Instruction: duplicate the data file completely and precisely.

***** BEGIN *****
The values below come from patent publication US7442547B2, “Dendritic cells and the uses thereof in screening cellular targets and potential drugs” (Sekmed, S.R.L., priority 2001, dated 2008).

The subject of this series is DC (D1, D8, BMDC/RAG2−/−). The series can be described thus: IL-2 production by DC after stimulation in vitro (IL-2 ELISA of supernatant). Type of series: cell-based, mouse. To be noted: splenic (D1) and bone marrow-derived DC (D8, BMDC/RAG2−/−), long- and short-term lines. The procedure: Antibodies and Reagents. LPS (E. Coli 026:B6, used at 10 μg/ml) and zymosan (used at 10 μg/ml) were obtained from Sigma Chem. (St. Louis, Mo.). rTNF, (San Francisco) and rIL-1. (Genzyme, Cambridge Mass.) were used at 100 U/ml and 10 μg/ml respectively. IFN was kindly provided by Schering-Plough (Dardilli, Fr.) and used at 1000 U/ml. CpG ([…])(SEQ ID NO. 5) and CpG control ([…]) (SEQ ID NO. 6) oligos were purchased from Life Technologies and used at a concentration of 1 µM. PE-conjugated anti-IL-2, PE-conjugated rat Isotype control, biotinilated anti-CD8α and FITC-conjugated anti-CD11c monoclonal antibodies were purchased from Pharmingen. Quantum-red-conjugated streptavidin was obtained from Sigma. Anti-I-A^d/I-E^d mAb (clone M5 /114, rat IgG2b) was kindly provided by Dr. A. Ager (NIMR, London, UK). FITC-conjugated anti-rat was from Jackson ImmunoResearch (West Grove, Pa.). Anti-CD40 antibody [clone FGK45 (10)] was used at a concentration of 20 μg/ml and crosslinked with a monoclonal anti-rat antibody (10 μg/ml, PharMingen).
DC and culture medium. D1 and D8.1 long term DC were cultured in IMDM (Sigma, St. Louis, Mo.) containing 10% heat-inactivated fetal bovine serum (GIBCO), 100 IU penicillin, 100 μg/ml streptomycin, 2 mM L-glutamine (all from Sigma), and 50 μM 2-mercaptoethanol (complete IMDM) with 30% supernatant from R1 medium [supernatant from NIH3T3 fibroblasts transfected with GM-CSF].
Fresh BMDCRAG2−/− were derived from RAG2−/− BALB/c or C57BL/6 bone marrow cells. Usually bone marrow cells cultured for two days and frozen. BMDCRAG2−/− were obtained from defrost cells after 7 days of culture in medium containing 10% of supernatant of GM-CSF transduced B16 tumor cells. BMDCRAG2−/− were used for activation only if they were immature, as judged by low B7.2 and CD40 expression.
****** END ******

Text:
The values below come from patent publication US7442547B2, “Dendritic cells and the uses thereof in screening cellular targets and potential drugs” (Sekmed, S.R.L., priority 2001, dated 2008).

The subject of this series is DC (D1, D8, BMDC/RAG2−/−). The series can be described thus: IL-2 production by DC after stimulation in vitro (IL-2 ELISA of supernatant). Type of series: cell-based, mouse. To be noted: splenic (D1) and bone marrow-derived DC (D8, BMDC/RAG2−/−), long- and short-term lines. The procedure: Antibodies and Reagents. LPS (E. Coli 026:B6, used at 10 μg/ml) and zymosan (used at 10 μg/ml) were obtained from Sigma Chem. (St. Louis, Mo.). rTNF, (San Francisco) and rIL-1. (Genzyme, Cambridge Mass.) were used at 100 U/ml and 10 μg/ml respectively. IFN was kindly provided by Schering-Plough (Dardilli, Fr.) and used at 1000 U/ml. CpG ([…])(SEQ ID NO. 5) and CpG control ([…]) (SEQ ID NO. 6) oligos were purchased from Life Technologies and used at a concentration of 1 µM. PE-conjugated anti-IL-2, PE-conjugated rat Isotype control, biotinilated anti-CD8α and FITC-conjugated anti-CD11c monoclonal antibodies were purchased from Pharmingen. Quantum-red-conjugated streptavidin was obtained from Sigma. Anti-I-A^d/I-E^d mAb (clone M5 /114, rat IgG2b) was kindly provided by Dr. A. Ager (NIMR, London, UK). FITC-conjugated anti-rat was from Jackson ImmunoResearch (West Grove, Pa.). Anti-CD40 antibody [clone FGK45 (10)] was used at a concentration of 20 μg/ml and crosslinked with a monoclonal anti-rat antibody (10 μg/ml, PharMingen).
DC and culture medium. D1 and D8.1 long term DC were cultured in IMDM (Sigma, St. Louis, Mo.) containing 10% heat-inactivated fetal bovine serum (GIBCO), 100 IU penicillin, 100 μg/ml streptomycin, 2 mM L-glutamine (all from Sigma), and 50 μM 2-mercaptoethanol (complete IMDM) with 30% supernatant from R1 medium [supernatant from NIH3T3 fibroblasts transfected with GM-CSF].
Fresh BMDCRAG2−/− were derived from RAG2−/− BALB/c or C57BL/6 bone marrow cells. Usually bone marrow cells cultured for two days and frozen. BMDCRAG2−/− were obtained from defrost cells after 7 days of culture in medium containing 10% of supernatant of GM-CSF transduced B16 tumor cells. BMDCRAG2−/− were used for activation only if they were immature, as judged by low B7.2 and CD40 expression.